Breathwork strips out all that mental chatter and doubt that’s been embedded in us. It gets us back into the wisdom of our bodies. Our bodies know how to shift energy. I’m thinking about when I’m crying—when I’m having a really good cry, my body automatically relaxes my shoulders, my mouth opens, my jaw unclenches. These are all things we prompt people to do when they start breathwork if their body doesn’t immediately intuitively go there. Or think about when you’re tired or frustrated and you end up sighing audibly—that’s an energy shift. That’s your body saying, “I am feeling all these emotions. Let me release.” Your body already knows how to do these things. And that’s why breathwork is a tool that helps us hop back into that innate wisdom we all possess and carry: It helps us know ourselves.

How does Black Girls Breathing address barriers to access for Black women?

After my training, I noticed there weren’t many breathwork facilitators of color. And I thought: How would my community access some of the more specific issues that they deal with when they would need an individual session for that kind of thematic tailoring, and those run from $150 to $300 a session? That’s just not accessible for a community that earns so much less on average than White men. Knowing that really fueled my passion to introduce this work to my community and make it accessible and welcoming.

Breathwork is a very specific type of tool. It’s more active than regular meditation. You’re feeling your body processing emotions and energy. And because of that, there’s education that’s needed. That’s not widely available outside of New York and Los Angeles. This is bigger: We have Black women who are in Dallas or Houston or Birmingham who are interested and need that access to learning. So that’s what we provide. Black Girls Breathing tours to bring breathwork to those cities that aren’t necessarily huge wellness spots, but where women are interested in this kind of work. Before COVID, our tour schedule was looking like twelve cities across the US—and we’ve had an increase in those tuning in internationally for our virtual sessions, so I’m putting Toronto, London, Paris, and South Africa on my wish list.

You can’t necessarily aspire to and acquire mental health when you’re being traumatized and retraumatized from day-to-day microaggressions and seeing videos of someone being killed for no reason. In a normal yoga class, you may not be able to address that in an intentional way. So we’re creating this space where we can really home in on specific issues within our community, make space to talk about how racism impacts our mental health, and then not just talk about it: We use this tool, breathwork, that helps us actively manage that stress.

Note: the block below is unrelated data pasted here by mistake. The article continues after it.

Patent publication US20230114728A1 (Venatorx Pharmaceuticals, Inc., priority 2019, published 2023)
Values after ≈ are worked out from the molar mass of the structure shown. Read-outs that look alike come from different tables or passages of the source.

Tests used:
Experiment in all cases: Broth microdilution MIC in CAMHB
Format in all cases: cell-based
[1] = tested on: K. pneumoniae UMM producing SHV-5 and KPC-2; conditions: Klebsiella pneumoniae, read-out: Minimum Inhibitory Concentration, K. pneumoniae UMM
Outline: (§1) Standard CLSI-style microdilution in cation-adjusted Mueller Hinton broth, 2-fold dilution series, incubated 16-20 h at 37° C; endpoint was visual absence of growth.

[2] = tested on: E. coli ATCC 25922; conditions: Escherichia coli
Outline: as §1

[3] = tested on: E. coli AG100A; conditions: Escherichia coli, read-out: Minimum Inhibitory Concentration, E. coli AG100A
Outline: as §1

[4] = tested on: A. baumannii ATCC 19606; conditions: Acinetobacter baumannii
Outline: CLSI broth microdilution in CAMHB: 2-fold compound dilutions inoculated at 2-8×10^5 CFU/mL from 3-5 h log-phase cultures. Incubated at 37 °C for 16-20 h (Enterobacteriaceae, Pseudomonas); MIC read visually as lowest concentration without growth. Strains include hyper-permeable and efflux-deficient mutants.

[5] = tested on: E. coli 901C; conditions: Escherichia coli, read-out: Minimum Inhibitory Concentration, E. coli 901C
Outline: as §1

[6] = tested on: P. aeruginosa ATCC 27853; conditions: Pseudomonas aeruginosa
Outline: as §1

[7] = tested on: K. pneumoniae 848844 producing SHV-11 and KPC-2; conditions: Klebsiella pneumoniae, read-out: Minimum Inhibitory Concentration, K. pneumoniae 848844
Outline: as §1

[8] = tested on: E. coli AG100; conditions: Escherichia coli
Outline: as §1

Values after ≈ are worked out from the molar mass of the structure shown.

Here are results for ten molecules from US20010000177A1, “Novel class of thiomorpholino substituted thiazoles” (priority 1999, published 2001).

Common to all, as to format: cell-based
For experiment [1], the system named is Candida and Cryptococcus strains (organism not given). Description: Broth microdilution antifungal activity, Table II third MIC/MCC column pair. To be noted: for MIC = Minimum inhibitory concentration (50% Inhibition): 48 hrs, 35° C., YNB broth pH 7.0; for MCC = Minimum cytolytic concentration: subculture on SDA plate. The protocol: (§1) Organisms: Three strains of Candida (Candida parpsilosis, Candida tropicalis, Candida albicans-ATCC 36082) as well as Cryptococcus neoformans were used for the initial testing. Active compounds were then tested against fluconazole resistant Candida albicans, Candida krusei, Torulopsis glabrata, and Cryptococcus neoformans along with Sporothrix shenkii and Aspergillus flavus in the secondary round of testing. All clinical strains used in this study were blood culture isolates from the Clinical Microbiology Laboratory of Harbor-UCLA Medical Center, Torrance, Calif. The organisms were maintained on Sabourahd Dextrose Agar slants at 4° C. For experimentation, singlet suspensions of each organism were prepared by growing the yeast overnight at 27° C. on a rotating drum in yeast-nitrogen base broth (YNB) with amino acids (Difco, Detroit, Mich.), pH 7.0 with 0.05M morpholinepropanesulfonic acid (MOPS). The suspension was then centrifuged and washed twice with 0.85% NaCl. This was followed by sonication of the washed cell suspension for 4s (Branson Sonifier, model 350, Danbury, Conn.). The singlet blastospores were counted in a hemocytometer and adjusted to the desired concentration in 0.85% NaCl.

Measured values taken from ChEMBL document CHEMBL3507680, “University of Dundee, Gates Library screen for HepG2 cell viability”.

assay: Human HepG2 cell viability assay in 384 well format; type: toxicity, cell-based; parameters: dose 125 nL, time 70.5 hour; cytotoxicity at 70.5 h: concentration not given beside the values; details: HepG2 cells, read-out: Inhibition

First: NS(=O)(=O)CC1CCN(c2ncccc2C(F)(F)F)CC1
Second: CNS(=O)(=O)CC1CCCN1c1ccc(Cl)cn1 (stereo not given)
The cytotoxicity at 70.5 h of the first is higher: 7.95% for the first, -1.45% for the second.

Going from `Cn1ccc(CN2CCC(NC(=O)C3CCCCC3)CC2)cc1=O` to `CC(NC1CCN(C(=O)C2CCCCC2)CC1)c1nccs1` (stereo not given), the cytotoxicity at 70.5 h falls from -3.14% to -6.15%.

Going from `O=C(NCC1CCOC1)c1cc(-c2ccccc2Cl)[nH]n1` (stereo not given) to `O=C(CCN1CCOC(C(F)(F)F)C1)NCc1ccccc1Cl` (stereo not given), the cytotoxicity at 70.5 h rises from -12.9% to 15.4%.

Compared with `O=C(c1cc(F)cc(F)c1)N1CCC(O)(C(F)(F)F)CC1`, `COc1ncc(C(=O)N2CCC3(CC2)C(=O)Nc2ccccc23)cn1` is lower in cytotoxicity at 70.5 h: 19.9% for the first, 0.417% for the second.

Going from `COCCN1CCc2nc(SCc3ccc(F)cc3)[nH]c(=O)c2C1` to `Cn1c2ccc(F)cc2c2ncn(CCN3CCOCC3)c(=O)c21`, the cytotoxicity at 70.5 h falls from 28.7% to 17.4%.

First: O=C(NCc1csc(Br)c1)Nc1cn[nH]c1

It’s also inspiring to me that we have a large population of Black ladies ranging in age from their forties to their seventies who participate in Black Girls Breathing. Self-care is not just for the millennial generation. Older generations are learning and making space for themselves to undo the decades and decades of trauma that they may not have been attending to before.

With all sorts of wellness practitioners and wellness platforms, there are certain levels of access you can get for free. You can listen to free guided meditations and sign up for a newsletter for free insights. But I was pushed toward how we could offer the full hour-and-a-half breathwork session in a way that’s accessible for everyone. My whole mission is to ensure that we have a growing number of Black women who are able to opt in for zero dollars, or even in the five- to twenty-five-dollar range. That’s my goal with our virtual breathwork sessions. We have a sliding scale for payment, and our overhead for virtual sessions isn’t as much as when we’re in person, so we’re discovering ways we can be more creative to ensure that we’re inviting all types of Black women to have access to this work.

There’s a growing awareness among non-Black people of why a place like this exists for Black women. With the mainstream waking up to the Black Lives Matter movement following the death of George Floyd, there’s been a rush of support from non-Black allies to buy our sessions for Black attendees. People can support our mission to provide free breathwork to Black women here.

Jasmine Marie is a breathwork practitioner and the founder of both Black Girls Breathing, a community for Black women to actively manage their mental health with breathwork, and Adulting with Ease, a practice for group and corporate programs. She has a degree in marketing and international business from New York University.

This article is for informational purposes only, even if and regardless of whether it features the advice of physicians and medical practitioners. This article is not, nor is it intended to be, a substitute for professional medical advice, diagnosis, or treatment and should never be relied upon for specific medical advice. The views expressed in this article are the views of the expert and do not necessarily represent the views of goop.